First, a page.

Driesch experiment

Hans Driesch experiment on Sea Urchins (1902)

    Hans Driesch tested Wilhelm Roux's theory of development, with sea urchins instead of frogs. Instead of destroying one blastomere, he agitated sea urchin embryos at the two- & four-cell stage until they disassociated into separate cells. Each cell developed as a complete larval sea urchin, somewhat smaller than normal. This Driesch took as evidence for a totipotent or pluripotent capacity of embryonic cells, meaning that each cell retained the capacity to develop normally. [Contrast 'retained the capacity" with "retained all the information necessary ...."]. In Driesch's interpretation, this implied that development was a consequence of external factors operating on the cells. This conclusion was opposite to that of Roux, who argued that development was the manifestation of internal properties.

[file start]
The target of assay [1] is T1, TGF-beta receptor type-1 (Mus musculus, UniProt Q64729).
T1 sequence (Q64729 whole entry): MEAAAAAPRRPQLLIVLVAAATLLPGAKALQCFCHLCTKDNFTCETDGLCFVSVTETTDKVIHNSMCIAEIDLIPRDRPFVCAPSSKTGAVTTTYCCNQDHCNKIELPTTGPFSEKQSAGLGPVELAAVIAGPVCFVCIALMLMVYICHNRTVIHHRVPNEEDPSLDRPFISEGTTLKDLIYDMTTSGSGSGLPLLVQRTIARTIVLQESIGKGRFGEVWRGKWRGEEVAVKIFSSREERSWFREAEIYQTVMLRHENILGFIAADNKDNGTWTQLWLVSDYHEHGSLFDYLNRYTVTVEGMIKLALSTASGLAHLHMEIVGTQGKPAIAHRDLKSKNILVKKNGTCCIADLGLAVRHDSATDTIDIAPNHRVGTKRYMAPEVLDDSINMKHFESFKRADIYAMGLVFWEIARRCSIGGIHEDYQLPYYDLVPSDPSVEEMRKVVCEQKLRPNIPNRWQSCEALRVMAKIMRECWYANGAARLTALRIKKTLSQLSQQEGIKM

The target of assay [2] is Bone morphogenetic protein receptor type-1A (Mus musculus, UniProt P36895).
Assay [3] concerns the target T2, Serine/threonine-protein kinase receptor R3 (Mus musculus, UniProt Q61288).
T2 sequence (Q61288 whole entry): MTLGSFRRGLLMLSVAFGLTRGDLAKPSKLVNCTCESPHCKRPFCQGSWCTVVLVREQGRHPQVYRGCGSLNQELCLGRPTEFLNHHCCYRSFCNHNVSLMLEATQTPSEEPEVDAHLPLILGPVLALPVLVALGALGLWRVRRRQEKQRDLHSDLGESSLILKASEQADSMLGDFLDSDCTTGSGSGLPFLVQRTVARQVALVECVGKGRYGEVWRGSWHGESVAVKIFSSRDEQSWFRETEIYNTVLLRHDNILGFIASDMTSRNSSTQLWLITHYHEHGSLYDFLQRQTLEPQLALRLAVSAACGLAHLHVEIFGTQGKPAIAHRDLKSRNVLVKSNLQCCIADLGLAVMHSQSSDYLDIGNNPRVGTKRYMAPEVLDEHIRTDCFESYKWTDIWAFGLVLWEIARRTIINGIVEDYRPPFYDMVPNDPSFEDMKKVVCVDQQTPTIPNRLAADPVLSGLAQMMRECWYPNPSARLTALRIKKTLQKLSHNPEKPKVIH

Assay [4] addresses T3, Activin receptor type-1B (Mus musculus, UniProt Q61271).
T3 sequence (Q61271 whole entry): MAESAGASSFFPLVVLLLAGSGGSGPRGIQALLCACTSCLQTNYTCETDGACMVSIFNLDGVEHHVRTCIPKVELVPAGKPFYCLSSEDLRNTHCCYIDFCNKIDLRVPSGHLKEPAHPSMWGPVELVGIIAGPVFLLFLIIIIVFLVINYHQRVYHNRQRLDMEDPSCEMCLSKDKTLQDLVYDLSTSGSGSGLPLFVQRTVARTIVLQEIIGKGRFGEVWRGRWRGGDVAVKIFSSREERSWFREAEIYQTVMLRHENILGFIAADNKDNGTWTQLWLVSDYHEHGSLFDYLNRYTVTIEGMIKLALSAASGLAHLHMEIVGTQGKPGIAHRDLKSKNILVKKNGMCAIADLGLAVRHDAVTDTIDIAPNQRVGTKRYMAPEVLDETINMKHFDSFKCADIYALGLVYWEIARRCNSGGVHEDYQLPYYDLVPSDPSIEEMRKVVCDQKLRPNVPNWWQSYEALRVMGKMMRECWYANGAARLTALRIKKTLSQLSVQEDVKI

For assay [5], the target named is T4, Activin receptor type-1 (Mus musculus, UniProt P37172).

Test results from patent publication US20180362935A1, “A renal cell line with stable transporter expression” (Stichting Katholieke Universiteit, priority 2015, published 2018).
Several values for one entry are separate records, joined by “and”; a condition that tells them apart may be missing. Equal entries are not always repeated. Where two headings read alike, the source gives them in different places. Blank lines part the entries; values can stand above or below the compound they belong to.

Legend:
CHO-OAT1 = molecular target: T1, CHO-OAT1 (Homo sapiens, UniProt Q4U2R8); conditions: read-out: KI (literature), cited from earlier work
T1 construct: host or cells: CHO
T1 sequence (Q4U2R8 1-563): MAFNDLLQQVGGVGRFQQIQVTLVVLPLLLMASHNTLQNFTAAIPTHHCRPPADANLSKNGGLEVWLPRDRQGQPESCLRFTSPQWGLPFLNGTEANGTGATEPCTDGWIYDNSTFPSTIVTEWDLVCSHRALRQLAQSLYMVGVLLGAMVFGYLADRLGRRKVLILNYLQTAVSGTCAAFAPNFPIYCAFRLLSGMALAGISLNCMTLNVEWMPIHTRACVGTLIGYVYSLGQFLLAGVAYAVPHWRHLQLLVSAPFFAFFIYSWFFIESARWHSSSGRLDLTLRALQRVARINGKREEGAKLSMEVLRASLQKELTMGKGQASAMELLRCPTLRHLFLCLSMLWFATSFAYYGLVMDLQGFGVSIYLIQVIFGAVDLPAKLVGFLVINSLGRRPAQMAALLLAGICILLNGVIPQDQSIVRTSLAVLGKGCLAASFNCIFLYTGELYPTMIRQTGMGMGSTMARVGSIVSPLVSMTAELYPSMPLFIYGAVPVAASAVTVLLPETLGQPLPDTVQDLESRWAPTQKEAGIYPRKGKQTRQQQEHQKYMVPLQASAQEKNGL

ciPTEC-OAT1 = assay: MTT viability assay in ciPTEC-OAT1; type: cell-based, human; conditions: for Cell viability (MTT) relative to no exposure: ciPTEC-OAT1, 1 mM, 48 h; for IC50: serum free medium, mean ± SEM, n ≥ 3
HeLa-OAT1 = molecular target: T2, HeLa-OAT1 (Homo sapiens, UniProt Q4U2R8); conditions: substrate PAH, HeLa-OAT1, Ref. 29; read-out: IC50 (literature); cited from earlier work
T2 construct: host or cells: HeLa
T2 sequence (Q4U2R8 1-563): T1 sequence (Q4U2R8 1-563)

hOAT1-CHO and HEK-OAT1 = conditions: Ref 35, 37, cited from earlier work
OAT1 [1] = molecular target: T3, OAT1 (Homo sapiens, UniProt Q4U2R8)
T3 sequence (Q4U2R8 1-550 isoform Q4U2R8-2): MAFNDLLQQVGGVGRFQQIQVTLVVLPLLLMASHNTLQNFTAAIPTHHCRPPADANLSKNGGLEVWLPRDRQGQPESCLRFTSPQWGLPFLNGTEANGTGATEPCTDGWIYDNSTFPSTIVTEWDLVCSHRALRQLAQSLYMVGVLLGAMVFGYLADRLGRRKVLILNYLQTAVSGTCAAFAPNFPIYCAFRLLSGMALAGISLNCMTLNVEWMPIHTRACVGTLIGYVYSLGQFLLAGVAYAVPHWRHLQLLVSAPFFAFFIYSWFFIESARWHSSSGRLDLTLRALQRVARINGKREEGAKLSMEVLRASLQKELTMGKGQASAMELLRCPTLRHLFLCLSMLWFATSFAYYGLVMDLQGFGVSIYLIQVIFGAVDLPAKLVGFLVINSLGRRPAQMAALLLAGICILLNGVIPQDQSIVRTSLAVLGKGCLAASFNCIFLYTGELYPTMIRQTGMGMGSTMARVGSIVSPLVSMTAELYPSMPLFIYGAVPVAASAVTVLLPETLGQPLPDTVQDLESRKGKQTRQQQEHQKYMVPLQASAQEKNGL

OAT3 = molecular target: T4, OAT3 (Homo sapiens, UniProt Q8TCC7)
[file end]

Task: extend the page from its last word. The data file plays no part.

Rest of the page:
At the latter blastula stage of development, Driesch showed that separation of the upper ('animal') from the lower ('vegetal') halves allowed the 'animal' portion to development substantially to maturity, whereas the 'vegetal' half remained essentially undifferentiated.


Text material © 2021 by Steven M. Carr